How do you know if you can do this? Do you feel an uneasy fear if you have't pushed for more than 15 minutes? When you pull do you look at the code changes and immediately give feedback? Do you feel strange not having someone sitting next to you arguing with your approach to a problem? Would you feel comfortable if the code you just pushed was to be release to production now.

People go through changes when they practice Agile. Its more than a process, its a re-programming of a developers instincts. 

Making Change a Habit

I adopted a new rule in 2000 that states, "If you think the problem can be solved by just trying a little harder, then you have the wrong solution". We spent decades of wasted time telling ourselves to just try harder to write tests, then TDD came along and it was obviously a better answer.

The try harder admonishment is an endless, repeated, diatribe about of our personal failures and how we should just buckle down and be better. Stop trying harder and start thinking.

I am not saying that, on an individual level, we don't have things we can do better at, and need to be pushed and cajoled into doing something about, but as an answer to an industry of professionals that work hard to build the best solutions they can, "try harder", is wasted breath.

Some things we here today are "Developers just have to try harder to make their code secure", this will never happen so just stop saying it. Instead, change the process to make security a primary focus on every team. Add a security engineer to every team who only, reviews, writes tests and verifies a product evolves appropriately. Enterprise level security initiatives are valuable but are not the full answer, as evidenced by the hacked reality we see every day.

Have you heard this one; "We have to try harder to share information from Scrum of Scrums with the rest of the team". I get that some of you probably do this well, but most do not, and the solution of trying hard doesn't work. Getting the right information into the right minds at the right time is an adventure in frustration. However, allowing for time-to-share and getting how-to-get-information concepts shared is much easier. The human brain works well in a limited number of prescribed scenarios and no-everything-all-the-time is not one of them. Optimize focus, intentionally limit sharing till required and allow time for understanding.

What about from your ops team; "If developers would only try harder they would understand the operations requirements and build the products we could use". Does your ops team hate you? If you are doing it right, a member of your ops team is sitting next to you for some hours of the day talking to you about what they will need to operate the feature you are adding. DevOps is a hard change, do it. Add operational intelligence as an aspect of every feature you implement with acceptance criteria and functional tests. Think of it as BI for the operations teams.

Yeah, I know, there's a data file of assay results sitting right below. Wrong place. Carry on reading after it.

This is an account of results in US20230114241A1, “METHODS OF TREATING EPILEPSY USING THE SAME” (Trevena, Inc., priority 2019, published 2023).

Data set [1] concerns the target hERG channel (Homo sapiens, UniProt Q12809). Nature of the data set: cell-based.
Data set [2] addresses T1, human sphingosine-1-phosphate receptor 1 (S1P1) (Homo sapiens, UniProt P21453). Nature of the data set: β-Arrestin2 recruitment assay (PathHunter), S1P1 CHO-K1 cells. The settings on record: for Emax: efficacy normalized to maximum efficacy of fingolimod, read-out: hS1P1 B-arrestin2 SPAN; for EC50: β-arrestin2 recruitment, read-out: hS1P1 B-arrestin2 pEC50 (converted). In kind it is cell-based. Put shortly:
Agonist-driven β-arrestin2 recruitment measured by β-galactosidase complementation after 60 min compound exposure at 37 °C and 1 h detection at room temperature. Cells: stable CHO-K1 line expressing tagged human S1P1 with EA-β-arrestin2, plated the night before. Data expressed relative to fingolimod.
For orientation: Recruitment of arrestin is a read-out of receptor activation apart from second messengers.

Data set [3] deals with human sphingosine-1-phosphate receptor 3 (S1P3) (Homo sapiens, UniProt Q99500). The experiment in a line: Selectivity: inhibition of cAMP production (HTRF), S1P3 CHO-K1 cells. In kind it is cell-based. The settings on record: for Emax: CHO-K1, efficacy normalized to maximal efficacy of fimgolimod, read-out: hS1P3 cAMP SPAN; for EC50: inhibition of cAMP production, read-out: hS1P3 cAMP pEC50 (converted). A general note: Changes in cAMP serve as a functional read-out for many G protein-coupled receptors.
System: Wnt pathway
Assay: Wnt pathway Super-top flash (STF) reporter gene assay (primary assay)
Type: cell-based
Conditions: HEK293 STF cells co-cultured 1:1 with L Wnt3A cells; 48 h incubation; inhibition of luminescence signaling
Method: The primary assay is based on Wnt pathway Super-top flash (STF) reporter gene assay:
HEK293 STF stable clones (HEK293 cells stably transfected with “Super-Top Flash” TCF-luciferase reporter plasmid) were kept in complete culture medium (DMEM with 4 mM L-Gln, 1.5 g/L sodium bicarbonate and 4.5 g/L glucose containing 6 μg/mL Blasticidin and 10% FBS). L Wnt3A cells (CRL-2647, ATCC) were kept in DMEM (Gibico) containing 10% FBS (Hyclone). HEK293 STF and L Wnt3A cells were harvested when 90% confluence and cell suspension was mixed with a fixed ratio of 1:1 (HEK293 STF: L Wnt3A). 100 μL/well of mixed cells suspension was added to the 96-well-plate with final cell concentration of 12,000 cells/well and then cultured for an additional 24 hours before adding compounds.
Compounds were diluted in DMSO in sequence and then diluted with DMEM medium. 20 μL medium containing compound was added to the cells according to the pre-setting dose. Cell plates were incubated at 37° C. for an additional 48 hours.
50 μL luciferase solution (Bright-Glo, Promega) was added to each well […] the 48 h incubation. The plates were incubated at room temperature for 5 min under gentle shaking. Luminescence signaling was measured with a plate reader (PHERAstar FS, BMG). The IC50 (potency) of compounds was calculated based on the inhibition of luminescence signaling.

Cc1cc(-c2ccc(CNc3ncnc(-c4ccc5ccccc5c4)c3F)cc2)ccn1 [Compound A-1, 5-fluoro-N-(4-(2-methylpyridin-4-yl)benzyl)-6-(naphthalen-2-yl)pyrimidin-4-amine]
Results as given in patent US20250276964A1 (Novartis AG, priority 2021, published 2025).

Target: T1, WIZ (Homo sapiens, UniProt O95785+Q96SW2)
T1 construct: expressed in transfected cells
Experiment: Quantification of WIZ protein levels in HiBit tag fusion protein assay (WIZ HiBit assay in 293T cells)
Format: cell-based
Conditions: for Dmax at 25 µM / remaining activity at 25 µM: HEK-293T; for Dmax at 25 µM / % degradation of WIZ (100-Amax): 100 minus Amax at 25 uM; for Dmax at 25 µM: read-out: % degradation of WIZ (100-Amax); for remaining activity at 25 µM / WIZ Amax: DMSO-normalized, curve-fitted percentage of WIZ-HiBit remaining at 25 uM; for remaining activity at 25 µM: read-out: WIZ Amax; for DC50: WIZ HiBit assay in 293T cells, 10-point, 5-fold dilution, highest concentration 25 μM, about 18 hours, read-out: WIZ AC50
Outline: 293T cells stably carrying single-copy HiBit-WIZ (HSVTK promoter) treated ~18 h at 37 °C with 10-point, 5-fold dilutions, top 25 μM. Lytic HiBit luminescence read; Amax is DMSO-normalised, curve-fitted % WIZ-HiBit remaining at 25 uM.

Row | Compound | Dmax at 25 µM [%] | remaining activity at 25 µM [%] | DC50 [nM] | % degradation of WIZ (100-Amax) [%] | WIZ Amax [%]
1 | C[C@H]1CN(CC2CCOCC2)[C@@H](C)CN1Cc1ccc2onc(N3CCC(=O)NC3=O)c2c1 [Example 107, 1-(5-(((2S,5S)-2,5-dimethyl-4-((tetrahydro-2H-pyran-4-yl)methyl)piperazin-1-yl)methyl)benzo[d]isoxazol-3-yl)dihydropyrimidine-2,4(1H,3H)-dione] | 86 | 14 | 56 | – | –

Has  your business every asked you to try harder to get BI reports out faster? "Why does it takes so long for the reporting about a feature to come out after the feature is in production? BI teams and dev teams are usually separated. This doesn't work. Every feature has a BI impact and needs consideration at the time the feature is implemented. Release your feature and the BI reporting as one package.

We have a support desk that answers the phone every day, and they hate us. "Oh please try harder to ensure we can answer customers questions. Just try harder to tell us what you are changing". How do we get support teams, with the hours they work, synchronized with feature development activity that we are working on. Send an email on release day? Sure that will work. "Oh, by the way, that button you used to use, just moved, good luck."  I don't know what the next change needs to be for this one, yet.

If you and your team want to be better, first change how you do things, then measure, and then change again. If you are not changing, you make it hard to change, and inevitably become a lagger in the ways of our ever improving approach to our profession.

If you believe that change damages teams because it introduced confusion, then you see change as an obstacle and will never master it. Don't use change as a tool, if you are not ready. With change comes chaos, and only teams experienced with change know how to own chaos. If your team members do not communicate, do not challenge each other and are not willing to be part of a solution, then change will destroy them. First empower the team, then master change.

On an experienced team, what happens is, a team member sees a change, and reacts by calling the team to order and facing it, they argue about how to address it, devise an approach to it and then reengage to the mission.

Change does disrupt, but since it offers the opportunity to grow, mastering it must be a primary goal.

Change is exciting.